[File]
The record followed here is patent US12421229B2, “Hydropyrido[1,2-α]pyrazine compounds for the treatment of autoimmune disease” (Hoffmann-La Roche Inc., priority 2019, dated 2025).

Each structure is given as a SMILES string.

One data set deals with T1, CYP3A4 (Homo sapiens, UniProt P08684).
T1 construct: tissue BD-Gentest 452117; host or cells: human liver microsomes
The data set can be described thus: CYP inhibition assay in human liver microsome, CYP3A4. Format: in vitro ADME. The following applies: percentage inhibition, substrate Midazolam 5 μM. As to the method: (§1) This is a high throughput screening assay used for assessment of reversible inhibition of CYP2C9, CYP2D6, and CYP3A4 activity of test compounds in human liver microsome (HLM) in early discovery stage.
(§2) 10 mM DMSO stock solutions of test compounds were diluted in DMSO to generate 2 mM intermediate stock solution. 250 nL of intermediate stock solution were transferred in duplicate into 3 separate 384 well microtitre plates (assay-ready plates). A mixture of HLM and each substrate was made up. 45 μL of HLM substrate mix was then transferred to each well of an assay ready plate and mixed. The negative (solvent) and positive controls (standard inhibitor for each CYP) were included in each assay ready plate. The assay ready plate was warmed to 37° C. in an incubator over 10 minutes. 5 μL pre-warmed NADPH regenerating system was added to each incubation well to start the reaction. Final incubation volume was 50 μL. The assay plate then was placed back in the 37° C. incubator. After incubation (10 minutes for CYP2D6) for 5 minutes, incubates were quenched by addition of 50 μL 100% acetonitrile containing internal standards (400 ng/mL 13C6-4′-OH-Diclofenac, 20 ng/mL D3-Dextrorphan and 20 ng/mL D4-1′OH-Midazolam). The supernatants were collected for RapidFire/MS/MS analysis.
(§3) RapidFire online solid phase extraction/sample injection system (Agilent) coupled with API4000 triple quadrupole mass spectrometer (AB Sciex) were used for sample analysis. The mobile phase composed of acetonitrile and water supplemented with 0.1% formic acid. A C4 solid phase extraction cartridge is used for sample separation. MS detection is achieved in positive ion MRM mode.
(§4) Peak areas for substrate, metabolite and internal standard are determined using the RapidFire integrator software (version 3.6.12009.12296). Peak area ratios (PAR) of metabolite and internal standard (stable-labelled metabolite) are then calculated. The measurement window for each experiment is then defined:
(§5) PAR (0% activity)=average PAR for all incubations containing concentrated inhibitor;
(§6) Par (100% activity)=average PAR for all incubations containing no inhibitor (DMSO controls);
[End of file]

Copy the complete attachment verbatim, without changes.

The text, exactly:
The record followed here is patent US12421229B2, “Hydropyrido[1,2-α]pyrazine compounds for the treatment of autoimmune disease” (Hoffmann-La Roche Inc., priority 2019, dated 2025).

Each structure is given as a SMILES string.

One data set deals with T1, CYP3A4 (Homo sapiens, UniProt P08684).
T1 construct: tissue BD-Gentest 452117; host or cells: human liver microsomes
The data set can be described thus: CYP inhibition assay in human liver microsome, CYP3A4. Format: in vitro ADME. The following applies: percentage inhibition, substrate Midazolam 5 μM. As to the method: (§1) This is a high throughput screening assay used for assessment of reversible inhibition of CYP2C9, CYP2D6, and CYP3A4 activity of test compounds in human liver microsome (HLM) in early discovery stage.
(§2) 10 mM DMSO stock solutions of test compounds were diluted in DMSO to generate 2 mM intermediate stock solution. 250 nL of intermediate stock solution were transferred in duplicate into 3 separate 384 well microtitre plates (assay-ready plates). A mixture of HLM and each substrate was made up. 45 μL of HLM substrate mix was then transferred to each well of an assay ready plate and mixed. The negative (solvent) and positive controls (standard inhibitor for each CYP) were included in each assay ready plate. The assay ready plate was warmed to 37° C. in an incubator over 10 minutes. 5 μL pre-warmed NADPH regenerating system was added to each incubation well to start the reaction. Final incubation volume was 50 μL. The assay plate then was placed back in the 37° C. incubator. After incubation (10 minutes for CYP2D6) for 5 minutes, incubates were quenched by addition of 50 μL 100% acetonitrile containing internal standards (400 ng/mL 13C6-4′-OH-Diclofenac, 20 ng/mL D3-Dextrorphan and 20 ng/mL D4-1′OH-Midazolam). The supernatants were collected for RapidFire/MS/MS analysis.
(§3) RapidFire online solid phase extraction/sample injection system (Agilent) coupled with API4000 triple quadrupole mass spectrometer (AB Sciex) were used for sample analysis. The mobile phase composed of acetonitrile and water supplemented with 0.1% formic acid. A C4 solid phase extraction cartridge is used for sample separation. MS detection is achieved in positive ion MRM mode.
(§4) Peak areas for substrate, metabolite and internal standard are determined using the RapidFire integrator software (version 3.6.12009.12296). Peak area ratios (PAR) of metabolite and internal standard (stable-labelled metabolite) are then calculated. The measurement window for each experiment is then defined:
(§5) PAR (0% activity)=average PAR for all incubations containing concentrated inhibitor;
(§6) Par (100% activity)=average PAR for all incubations containing no inhibitor (DMSO controls);